' correct a wise man and you gain a friend... correct a fool and he'll bloody your nose'.

  27. #92
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    Default Re: Leaking shower pan.

    Okay I am coming out of the shower stall... I do not test shower pans by filling them. I haven't ever done so and don't plan on doing so.

    It would be interesting to conduct a poll to see how many inspectors fill the pan and the number that don't.


  28. #93
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    Default Re: Leaking shower pan.

    Quote Originally Posted by Rick Cantrell View Post
    Jerry
    You have 22500 post. I'll bet almost half of them are on testing shower pans.
    You must like bashing your head on the wall.

    Try this:
    Breath in deeply, now exhale slowly.
    Now repeat after me, "I will not bash my head against the wall, because it will damage the wall".
    Rick,

    Too late ... the tile wall just caved in - the soaked and falling apart green board let loose of the tiles and now the entire shower pan is leaking.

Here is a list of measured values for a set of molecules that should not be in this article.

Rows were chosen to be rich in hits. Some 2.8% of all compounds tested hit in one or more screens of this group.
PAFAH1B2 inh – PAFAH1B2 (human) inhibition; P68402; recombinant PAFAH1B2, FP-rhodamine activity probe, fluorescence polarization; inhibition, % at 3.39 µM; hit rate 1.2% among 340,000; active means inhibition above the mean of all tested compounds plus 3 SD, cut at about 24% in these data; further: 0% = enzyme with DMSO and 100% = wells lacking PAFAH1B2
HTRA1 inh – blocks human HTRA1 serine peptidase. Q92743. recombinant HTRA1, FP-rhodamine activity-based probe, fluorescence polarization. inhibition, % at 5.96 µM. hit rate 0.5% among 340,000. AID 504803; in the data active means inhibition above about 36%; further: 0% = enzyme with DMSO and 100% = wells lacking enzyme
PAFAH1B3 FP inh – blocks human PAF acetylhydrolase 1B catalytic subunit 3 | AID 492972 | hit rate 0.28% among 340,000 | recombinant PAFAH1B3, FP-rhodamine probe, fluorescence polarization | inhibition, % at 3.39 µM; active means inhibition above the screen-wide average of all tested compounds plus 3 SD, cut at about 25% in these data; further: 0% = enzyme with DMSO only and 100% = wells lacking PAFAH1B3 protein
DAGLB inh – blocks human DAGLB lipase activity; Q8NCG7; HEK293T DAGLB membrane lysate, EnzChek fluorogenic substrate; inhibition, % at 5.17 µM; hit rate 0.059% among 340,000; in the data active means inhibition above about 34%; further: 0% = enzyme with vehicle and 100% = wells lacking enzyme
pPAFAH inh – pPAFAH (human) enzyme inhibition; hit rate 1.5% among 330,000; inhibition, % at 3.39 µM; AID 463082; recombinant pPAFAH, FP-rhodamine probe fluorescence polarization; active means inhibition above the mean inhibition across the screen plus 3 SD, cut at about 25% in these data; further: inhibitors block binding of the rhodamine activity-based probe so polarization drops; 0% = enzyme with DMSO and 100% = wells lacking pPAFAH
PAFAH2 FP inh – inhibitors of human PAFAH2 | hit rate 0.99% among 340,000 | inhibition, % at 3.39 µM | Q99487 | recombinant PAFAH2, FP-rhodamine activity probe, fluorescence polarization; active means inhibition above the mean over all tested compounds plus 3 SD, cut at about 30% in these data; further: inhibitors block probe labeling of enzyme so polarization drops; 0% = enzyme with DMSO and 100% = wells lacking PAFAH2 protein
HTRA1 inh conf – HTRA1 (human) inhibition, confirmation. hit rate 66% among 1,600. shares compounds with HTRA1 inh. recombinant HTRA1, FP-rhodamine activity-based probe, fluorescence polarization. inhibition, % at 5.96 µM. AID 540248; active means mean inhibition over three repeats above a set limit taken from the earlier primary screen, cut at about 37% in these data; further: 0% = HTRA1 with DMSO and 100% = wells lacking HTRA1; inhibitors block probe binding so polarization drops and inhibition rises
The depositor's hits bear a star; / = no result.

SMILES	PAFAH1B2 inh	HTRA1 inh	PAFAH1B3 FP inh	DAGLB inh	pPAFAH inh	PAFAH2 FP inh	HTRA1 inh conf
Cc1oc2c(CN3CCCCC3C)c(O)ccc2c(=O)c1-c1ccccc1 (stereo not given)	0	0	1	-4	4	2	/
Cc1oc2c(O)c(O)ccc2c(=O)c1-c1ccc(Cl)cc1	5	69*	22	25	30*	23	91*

Jerry Peck, Construction / Litigation Consultant
    Construction Litigation Consultants, LLC ( www.ConstructionLitigationConsultants.com )
    www.AskCodeMan.com

  29. #94
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    Default Re: Leaking shower pan.

    Quote Originally Posted by Rick Cantrell View Post
    Jerry
    You have 22500 post. I'll bet almost half of them are on testing shower pans.
    You must like bashing your head on the wall.

    Try this:
    Breath in deeply, now exhale slowly.
    Now repeat after me, "I will not bash my head against the wall, because it will damage the wall".
    Rick
    The very fact that there are sooooo many posts about shower pan flooding is because there are a good number of inspectors who do not agree with Jerry's point of view and his posts are attempts to validate his argument. His post would be minimized if he presented his argument, which, initially, he does fairly well and then said, "...but is your business, your business practice, do what you think is best for you..." Instead of trying to persuade otherwise with monotonous repetition. His posts invariably demand debate because of misinformation, failure to recognize validity in other opinions and a frequent lack of response when cornered. But, having said that he is a wealth of information and provides invaluable resource material, just not always right.